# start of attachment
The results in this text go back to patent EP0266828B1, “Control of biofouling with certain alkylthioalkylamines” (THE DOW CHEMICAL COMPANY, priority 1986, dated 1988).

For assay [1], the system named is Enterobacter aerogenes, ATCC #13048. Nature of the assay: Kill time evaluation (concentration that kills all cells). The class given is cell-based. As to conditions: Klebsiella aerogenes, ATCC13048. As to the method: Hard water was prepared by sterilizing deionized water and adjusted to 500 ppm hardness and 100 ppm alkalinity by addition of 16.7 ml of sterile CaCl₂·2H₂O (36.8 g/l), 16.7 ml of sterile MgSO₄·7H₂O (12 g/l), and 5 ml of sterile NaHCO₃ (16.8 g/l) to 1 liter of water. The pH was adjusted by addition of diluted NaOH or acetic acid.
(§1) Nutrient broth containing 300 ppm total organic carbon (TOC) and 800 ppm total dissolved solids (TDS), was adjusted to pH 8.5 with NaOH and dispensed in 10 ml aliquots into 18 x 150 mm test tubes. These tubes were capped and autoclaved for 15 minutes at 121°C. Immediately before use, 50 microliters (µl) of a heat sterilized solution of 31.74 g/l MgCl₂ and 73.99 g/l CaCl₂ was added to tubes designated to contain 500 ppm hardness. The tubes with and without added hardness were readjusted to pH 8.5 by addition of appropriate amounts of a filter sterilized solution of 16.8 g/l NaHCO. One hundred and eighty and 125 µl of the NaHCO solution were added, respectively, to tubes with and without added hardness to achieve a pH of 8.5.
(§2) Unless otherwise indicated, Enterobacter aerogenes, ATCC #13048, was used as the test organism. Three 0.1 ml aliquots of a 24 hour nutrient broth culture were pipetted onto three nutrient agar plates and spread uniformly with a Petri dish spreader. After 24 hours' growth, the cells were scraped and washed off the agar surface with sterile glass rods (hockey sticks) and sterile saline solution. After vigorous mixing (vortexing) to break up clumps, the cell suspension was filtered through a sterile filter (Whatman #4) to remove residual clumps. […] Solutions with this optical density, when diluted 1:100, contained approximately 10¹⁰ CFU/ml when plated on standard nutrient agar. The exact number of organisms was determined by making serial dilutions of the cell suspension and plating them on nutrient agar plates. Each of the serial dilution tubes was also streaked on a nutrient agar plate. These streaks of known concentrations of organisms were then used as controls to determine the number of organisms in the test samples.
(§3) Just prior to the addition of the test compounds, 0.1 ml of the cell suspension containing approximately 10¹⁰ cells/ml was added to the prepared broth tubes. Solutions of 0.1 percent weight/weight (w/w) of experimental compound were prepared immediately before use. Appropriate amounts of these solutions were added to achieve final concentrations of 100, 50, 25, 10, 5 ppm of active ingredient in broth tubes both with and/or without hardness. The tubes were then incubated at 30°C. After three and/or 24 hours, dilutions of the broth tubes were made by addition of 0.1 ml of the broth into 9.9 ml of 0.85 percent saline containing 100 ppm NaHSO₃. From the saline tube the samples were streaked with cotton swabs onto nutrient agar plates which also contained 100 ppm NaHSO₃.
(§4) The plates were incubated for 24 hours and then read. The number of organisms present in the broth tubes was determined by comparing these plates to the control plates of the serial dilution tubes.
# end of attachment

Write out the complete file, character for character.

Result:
The results in this text go back to patent EP0266828B1, “Control of biofouling with certain alkylthioalkylamines” (THE DOW CHEMICAL COMPANY, priority 1986, dated 1988).

For assay [1], the system named is Enterobacter aerogenes, ATCC #13048. Nature of the assay: Kill time evaluation (concentration that kills all cells). The class given is cell-based. As to conditions: Klebsiella aerogenes, ATCC13048. As to the method: Hard water was prepared by sterilizing deionized water and adjusted to 500 ppm hardness and 100 ppm alkalinity by addition of 16.7 ml of sterile CaCl₂·2H₂O (36.8 g/l), 16.7 ml of sterile MgSO₄·7H₂O (12 g/l), and 5 ml of sterile NaHCO₃ (16.8 g/l) to 1 liter of water. The pH was adjusted by addition of diluted NaOH or acetic acid.
(§1) Nutrient broth containing 300 ppm total organic carbon (TOC) and 800 ppm total dissolved solids (TDS), was adjusted to pH 8.5 with NaOH and dispensed in 10 ml aliquots into 18 x 150 mm test tubes. These tubes were capped and autoclaved for 15 minutes at 121°C. Immediately before use, 50 microliters (µl) of a heat sterilized solution of 31.74 g/l MgCl₂ and 73.99 g/l CaCl₂ was added to tubes designated to contain 500 ppm hardness. The tubes with and without added hardness were readjusted to pH 8.5 by addition of appropriate amounts of a filter sterilized solution of 16.8 g/l NaHCO. One hundred and eighty and 125 µl of the NaHCO solution were added, respectively, to tubes with and without added hardness to achieve a pH of 8.5.
(§2) Unless otherwise indicated, Enterobacter aerogenes, ATCC #13048, was used as the test organism. Three 0.1 ml aliquots of a 24 hour nutrient broth culture were pipetted onto three nutrient agar plates and spread uniformly with a Petri dish spreader. After 24 hours' growth, the cells were scraped and washed off the agar surface with sterile glass rods (hockey sticks) and sterile saline solution. After vigorous mixing (vortexing) to break up clumps, the cell suspension was filtered through a sterile filter (Whatman #4) to remove residual clumps. […] Solutions with this optical density, when diluted 1:100, contained approximately 10¹⁰ CFU/ml when plated on standard nutrient agar. The exact number of organisms was determined by making serial dilutions of the cell suspension and plating them on nutrient agar plates. Each of the serial dilution tubes was also streaked on a nutrient agar plate. These streaks of known concentrations of organisms were then used as controls to determine the number of organisms in the test samples.
(§3) Just prior to the addition of the test compounds, 0.1 ml of the cell suspension containing approximately 10¹⁰ cells/ml was added to the prepared broth tubes. Solutions of 0.1 percent weight/weight (w/w) of experimental compound were prepared immediately before use. Appropriate amounts of these solutions were added to achieve final concentrations of 100, 50, 25, 10, 5 ppm of active ingredient in broth tubes both with and/or without hardness. The tubes were then incubated at 30°C. After three and/or 24 hours, dilutions of the broth tubes were made by addition of 0.1 ml of the broth into 9.9 ml of 0.85 percent saline containing 100 ppm NaHSO₃. From the saline tube the samples were streaked with cotton swabs onto nutrient agar plates which also contained 100 ppm NaHSO₃.
(§4) The plates were incubated for 24 hours and then read. The number of organisms present in the broth tubes was determined by comparing these plates to the control plates of the serial dilution tubes.